Are The Oceans Really At Risk?
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Are the Oceans actually at risk?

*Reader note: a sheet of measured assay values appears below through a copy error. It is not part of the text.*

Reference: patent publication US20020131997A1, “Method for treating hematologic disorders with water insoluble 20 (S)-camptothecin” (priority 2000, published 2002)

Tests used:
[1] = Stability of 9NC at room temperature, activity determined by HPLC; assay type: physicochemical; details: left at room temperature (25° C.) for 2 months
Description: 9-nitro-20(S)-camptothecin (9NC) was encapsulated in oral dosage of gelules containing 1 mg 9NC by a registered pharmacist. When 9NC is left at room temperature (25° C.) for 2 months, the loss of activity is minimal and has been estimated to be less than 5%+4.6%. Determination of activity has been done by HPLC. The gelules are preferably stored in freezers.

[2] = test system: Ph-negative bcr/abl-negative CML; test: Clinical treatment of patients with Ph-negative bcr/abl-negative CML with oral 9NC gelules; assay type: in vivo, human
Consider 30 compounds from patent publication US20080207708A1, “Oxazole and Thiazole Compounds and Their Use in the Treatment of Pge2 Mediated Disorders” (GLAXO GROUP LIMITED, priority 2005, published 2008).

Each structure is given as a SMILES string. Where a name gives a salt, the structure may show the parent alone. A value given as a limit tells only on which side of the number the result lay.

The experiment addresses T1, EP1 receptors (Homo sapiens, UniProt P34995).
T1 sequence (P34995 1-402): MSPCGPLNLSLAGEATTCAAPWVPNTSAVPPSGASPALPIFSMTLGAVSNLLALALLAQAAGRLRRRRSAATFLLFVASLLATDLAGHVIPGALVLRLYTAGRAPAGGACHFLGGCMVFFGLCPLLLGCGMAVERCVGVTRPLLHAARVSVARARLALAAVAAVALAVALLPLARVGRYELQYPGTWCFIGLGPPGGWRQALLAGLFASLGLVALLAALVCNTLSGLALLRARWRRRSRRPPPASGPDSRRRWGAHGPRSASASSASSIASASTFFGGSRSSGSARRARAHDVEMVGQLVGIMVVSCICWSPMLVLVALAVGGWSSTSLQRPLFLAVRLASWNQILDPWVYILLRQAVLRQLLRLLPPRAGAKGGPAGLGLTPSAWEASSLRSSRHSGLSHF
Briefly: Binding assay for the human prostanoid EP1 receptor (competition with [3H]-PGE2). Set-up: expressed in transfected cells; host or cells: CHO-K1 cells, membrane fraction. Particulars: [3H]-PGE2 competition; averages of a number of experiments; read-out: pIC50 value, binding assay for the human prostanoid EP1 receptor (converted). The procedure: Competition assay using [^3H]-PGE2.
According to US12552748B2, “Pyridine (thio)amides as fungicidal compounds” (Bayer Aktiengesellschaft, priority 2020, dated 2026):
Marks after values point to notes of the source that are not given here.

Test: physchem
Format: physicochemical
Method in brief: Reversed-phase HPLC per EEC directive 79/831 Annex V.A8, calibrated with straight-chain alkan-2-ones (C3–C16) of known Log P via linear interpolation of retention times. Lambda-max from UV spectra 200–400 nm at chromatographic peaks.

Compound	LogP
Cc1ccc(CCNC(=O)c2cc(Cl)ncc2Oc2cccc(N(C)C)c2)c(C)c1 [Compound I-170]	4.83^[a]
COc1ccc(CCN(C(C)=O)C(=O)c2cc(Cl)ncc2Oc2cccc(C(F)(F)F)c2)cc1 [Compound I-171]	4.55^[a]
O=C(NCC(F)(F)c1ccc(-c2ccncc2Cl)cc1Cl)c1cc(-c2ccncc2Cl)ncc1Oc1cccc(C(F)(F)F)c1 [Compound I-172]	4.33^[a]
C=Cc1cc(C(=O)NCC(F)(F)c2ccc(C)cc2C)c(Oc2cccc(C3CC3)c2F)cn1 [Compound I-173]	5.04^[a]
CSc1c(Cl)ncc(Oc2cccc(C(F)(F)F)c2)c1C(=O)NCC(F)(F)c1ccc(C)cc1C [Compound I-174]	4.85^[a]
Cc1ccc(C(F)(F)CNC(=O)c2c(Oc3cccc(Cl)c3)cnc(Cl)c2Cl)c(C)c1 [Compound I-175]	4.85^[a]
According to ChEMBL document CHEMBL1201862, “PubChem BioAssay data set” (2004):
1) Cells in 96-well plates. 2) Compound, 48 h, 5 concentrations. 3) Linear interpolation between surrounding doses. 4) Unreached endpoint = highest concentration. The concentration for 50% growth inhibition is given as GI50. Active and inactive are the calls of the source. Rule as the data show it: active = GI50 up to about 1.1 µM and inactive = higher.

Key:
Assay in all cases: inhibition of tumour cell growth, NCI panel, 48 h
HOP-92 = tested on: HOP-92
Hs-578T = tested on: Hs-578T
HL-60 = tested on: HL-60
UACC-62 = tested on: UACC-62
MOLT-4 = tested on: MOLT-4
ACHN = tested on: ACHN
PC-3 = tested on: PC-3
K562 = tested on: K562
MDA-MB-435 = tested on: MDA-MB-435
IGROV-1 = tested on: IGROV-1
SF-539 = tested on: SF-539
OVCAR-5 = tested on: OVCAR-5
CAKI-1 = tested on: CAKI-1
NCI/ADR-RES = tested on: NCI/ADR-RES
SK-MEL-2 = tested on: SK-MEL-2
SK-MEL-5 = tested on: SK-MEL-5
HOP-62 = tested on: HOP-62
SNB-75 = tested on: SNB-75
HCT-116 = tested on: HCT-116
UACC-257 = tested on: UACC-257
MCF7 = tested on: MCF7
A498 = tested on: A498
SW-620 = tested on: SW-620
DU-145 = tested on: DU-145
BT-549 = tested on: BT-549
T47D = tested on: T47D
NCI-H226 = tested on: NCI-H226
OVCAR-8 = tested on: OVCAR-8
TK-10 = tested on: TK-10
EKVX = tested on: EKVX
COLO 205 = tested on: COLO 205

These days majority of people do not think about what might be best for the oceans when performing actions that may be harmful towards our beloved bodies of water. It is easily taken for granted. It is hard to believe that our oceans cover such a large portion of our planet Earth and provide us with such great benefits and yet, nobody appreciates our oceans as much as they should. The oceans are vast, but not limitless. Our oceans give life to the planet and contain 80% of all life on it (Greenpeace). All of the worlds population, which includes people living far away from the coast, depends upon the ocean. We need to start protect our superb bodies of water more, only a tiny area of ocean is protected from increasingly destructive human activity. This destructive human activity includes overfishing, pollution, and destruction of the coral reefs. Overfishing could take seafood off the menu by 2048 (Scientific American). All of this activity is slowly degrading our mass waters. If it does not stop soon we will be in serius trouble when everyone expects to still be able to use all of those benfits the ocean offers.